Week 5 came and went very quickly. Tuesday’s adventure down to the recycling center was more interesting than I thought it would be. After a day filled with pouring rain I wasn’t looking forward to being outside or venturing anywhere. However, I am glad we were able to go. The facility was a lot different than I had imagined it to be. I had originally pictured a large building that was nicer and not as open. The large space made more sense as we began discussing how operations were handled. I also didn’t realize how labor intensive it was to make the facility run efficiently. It was eye opening to see the amount of stuff that was in there and to hear the various stories the employees shared. The cardboard was overwhelming. I don’t think I ever thought about how much cardboard is used daily but seeing it in person was incredibly mind boggling. I was glad to hear that all of the cardboard gets completely recycled in order to make more boxes. What was interesting about this visit is that I was able to utilize the information this past weekend. While I was driving in Stillwater, I saw a flatbed semi-truck carrying multiple skids of the carboard bales we saw at the facility. It was nice to be able to understand where it was coming from and where it was going, cause if we hadn’t have gone to the recycling center, I would’ve never thought twice about seeing that truck.
Thursday’s class was a little more-slow paced than Tuesday’s. We started off the lecture by learning about edible cutlery. I had briefly seen this product at some point this past year but I really enjoyed learning about it a bit more. Personally, one of my least favorite things to do, is the dishes. So, seeing a way where utensils can be used like that is awesome. It’s not only functional as food and utensils, but it is also eco-friendly.
I found the TED talk to be extremely interesting. As an interior design student, their use of architecture was absolutely amazing and inspiring. I was very intrigued by everything she was explaining. I’ve heard of various uses for bamboo but never to that extent. The fact that they were able to grow the plant so quickly and large was in and of itself, extraordinary. She explained that the tensile strength of bamboo was as strong as steel. That is not something I would have ever guessed. When you compare bamboo and steel you would think that steel out does bamboo any day. Also, learning that their design with bamboo is earthquake resistant is amazing. Although Oklahoma has yet to endure earthquakes of enormous magnitudes, I think this specific type of architecture would be ideal to have in areas that frequent earthquakes and have the probability of enduring strong ones.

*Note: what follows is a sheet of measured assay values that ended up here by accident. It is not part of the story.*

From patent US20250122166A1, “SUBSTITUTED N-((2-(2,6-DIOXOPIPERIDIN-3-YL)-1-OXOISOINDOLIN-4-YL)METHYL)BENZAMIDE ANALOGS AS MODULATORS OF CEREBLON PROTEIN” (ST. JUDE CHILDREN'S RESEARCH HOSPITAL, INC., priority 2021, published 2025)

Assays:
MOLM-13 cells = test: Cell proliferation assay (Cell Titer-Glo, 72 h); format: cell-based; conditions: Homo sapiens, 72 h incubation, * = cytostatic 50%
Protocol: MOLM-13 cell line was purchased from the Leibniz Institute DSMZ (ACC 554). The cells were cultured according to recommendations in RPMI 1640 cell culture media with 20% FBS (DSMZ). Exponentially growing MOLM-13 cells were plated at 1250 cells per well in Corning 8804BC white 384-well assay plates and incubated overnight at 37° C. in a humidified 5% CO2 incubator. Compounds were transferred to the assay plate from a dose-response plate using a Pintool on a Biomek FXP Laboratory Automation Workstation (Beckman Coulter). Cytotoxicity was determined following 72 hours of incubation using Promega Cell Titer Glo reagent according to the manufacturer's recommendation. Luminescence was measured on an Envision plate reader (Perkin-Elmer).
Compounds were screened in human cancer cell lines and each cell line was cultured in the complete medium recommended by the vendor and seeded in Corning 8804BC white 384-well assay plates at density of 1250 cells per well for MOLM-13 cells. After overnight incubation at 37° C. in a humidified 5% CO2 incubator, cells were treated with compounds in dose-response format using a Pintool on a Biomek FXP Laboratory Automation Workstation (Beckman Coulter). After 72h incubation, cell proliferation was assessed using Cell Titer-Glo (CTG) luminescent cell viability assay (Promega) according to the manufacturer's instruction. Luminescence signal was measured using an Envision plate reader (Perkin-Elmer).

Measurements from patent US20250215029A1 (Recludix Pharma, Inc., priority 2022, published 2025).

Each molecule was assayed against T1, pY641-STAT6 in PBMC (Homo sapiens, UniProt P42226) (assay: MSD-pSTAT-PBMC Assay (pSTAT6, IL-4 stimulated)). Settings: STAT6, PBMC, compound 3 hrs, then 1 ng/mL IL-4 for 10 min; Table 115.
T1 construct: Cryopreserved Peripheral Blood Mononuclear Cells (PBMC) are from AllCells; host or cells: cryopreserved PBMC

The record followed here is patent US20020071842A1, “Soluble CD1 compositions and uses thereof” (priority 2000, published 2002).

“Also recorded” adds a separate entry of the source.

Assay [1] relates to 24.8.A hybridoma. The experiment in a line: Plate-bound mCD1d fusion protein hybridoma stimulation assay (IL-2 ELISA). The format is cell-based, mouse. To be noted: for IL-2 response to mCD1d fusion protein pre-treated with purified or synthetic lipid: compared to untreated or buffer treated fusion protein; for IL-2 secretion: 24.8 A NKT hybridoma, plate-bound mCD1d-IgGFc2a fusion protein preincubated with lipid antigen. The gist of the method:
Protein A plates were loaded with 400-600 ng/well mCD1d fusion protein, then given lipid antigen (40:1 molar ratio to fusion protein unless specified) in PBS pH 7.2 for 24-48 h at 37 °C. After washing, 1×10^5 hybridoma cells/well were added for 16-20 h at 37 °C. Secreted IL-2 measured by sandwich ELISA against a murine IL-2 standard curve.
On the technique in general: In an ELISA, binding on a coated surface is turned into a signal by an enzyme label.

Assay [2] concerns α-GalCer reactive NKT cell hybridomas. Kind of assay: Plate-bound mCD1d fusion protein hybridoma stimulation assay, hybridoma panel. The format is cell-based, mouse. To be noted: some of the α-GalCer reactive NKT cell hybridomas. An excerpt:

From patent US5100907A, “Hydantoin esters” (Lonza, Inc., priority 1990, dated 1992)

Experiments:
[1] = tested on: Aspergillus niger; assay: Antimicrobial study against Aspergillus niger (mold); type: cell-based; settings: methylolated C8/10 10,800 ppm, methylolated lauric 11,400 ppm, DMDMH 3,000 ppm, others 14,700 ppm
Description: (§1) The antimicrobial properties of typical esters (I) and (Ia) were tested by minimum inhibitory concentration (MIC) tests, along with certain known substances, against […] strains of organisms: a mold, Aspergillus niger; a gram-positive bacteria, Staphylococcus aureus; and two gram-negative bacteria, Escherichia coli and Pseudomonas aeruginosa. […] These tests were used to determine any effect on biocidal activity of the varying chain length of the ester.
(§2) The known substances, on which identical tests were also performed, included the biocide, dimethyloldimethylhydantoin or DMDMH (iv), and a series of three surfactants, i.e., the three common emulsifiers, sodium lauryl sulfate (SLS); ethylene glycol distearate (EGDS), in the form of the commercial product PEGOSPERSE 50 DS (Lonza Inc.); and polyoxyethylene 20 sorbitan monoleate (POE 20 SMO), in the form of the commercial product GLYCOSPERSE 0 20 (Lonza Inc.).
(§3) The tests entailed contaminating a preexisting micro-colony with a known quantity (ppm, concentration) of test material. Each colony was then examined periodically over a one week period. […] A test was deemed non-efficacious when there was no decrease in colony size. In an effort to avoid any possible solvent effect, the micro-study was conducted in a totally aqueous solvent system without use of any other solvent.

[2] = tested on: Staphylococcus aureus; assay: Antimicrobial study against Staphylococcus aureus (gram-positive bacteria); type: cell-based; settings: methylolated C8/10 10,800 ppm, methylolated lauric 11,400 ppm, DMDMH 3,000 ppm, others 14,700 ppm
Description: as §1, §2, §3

The readings of biophilic design was interesting! We’ve learned about this multiple times throughout the years and are currently working on a project that incorporates biophilia. With this reading came the reading about the 14 patterns of biophilic design. Personally, I love the pattern that uses the presence of water. I think that water is aesthetically pleasing and extremely relaxing. I used water as an inspiration for a design I did during my sophomore year in the program. As an interior designer I think that knowing these 14 patterns will be very beneficial for future projects in both commercial and residential settings.